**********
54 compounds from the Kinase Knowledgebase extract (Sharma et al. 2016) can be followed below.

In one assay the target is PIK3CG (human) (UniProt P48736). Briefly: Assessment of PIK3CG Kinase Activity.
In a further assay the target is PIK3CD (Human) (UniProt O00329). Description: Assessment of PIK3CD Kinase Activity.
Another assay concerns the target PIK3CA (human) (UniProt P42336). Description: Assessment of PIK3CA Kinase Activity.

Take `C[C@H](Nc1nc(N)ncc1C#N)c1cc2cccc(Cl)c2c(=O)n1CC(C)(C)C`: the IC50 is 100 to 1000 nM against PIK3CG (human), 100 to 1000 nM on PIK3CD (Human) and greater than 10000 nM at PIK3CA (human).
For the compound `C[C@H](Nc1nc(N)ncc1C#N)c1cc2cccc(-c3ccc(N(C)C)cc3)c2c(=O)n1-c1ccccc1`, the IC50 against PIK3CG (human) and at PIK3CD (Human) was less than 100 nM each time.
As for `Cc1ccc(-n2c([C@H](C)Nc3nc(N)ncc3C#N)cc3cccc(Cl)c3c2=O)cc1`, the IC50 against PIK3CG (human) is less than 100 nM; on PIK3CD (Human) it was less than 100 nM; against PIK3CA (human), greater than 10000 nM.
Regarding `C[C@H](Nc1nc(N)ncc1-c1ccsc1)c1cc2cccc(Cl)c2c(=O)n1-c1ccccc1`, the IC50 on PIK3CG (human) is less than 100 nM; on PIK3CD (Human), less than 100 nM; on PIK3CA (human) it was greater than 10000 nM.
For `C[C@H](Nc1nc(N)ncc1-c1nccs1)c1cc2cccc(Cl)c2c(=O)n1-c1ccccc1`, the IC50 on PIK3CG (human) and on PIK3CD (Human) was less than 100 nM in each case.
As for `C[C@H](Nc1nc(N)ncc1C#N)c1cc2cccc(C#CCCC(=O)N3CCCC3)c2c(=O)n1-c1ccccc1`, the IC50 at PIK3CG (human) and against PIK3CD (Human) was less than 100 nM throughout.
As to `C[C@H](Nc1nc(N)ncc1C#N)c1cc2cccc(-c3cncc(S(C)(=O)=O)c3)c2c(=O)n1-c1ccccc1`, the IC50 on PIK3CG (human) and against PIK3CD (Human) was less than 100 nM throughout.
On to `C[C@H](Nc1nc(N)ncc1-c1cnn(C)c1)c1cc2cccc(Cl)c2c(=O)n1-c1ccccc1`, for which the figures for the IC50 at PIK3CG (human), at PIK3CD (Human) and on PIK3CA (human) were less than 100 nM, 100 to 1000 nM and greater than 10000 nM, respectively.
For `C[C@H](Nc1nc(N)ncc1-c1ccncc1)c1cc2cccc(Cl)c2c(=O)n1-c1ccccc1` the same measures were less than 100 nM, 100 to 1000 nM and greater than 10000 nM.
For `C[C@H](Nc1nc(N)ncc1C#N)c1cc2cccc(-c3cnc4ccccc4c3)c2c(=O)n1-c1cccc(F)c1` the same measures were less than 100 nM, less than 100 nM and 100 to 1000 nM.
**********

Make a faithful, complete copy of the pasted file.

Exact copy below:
54 compounds from the Kinase Knowledgebase extract (Sharma et al. 2016) can be followed below.

In one assay the target is PIK3CG (human) (UniProt P48736). Briefly: Assessment of PIK3CG Kinase Activity.
In a further assay the target is PIK3CD (Human) (UniProt O00329). Description: Assessment of PIK3CD Kinase Activity.
Another assay concerns the target PIK3CA (human) (UniProt P42336). Description: Assessment of PIK3CA Kinase Activity.

Take `C[C@H](Nc1nc(N)ncc1C#N)c1cc2cccc(Cl)c2c(=O)n1CC(C)(C)C`: the IC50 is 100 to 1000 nM against PIK3CG (human), 100 to 1000 nM on PIK3CD (Human) and greater than 10000 nM at PIK3CA (human).
For the compound `C[C@H](Nc1nc(N)ncc1C#N)c1cc2cccc(-c3ccc(N(C)C)cc3)c2c(=O)n1-c1ccccc1`, the IC50 against PIK3CG (human) and at PIK3CD (Human) was less than 100 nM each time.
As for `Cc1ccc(-n2c([C@H](C)Nc3nc(N)ncc3C#N)cc3cccc(Cl)c3c2=O)cc1`, the IC50 against PIK3CG (human) is less than 100 nM; on PIK3CD (Human) it was less than 100 nM; against PIK3CA (human), greater than 10000 nM.
Regarding `C[C@H](Nc1nc(N)ncc1-c1ccsc1)c1cc2cccc(Cl)c2c(=O)n1-c1ccccc1`, the IC50 on PIK3CG (human) is less than 100 nM; on PIK3CD (Human), less than 100 nM; on PIK3CA (human) it was greater than 10000 nM.
For `C[C@H](Nc1nc(N)ncc1-c1nccs1)c1cc2cccc(Cl)c2c(=O)n1-c1ccccc1`, the IC50 on PIK3CG (human) and on PIK3CD (Human) was less than 100 nM in each case.
As for `C[C@H](Nc1nc(N)ncc1C#N)c1cc2cccc(C#CCCC(=O)N3CCCC3)c2c(=O)n1-c1ccccc1`, the IC50 at PIK3CG (human) and against PIK3CD (Human) was less than 100 nM throughout.
As to `C[C@H](Nc1nc(N)ncc1C#N)c1cc2cccc(-c3cncc(S(C)(=O)=O)c3)c2c(=O)n1-c1ccccc1`, the IC50 on PIK3CG (human) and against PIK3CD (Human) was less than 100 nM throughout.
On to `C[C@H](Nc1nc(N)ncc1-c1cnn(C)c1)c1cc2cccc(Cl)c2c(=O)n1-c1ccccc1`, for which the figures for the IC50 at PIK3CG (human), at PIK3CD (Human) and on PIK3CA (human) were less than 100 nM, 100 to 1000 nM and greater than 10000 nM, respectively.
For `C[C@H](Nc1nc(N)ncc1-c1ccncc1)c1cc2cccc(Cl)c2c(=O)n1-c1ccccc1` the same measures were less than 100 nM, 100 to 1000 nM and greater than 10000 nM.
For `C[C@H](Nc1nc(N)ncc1C#N)c1cc2cccc(-c3cnc4ccccc4c3)c2c(=O)n1-c1cccc(F)c1` the same measures were less than 100 nM, less than 100 nM and 100 to 1000 nM.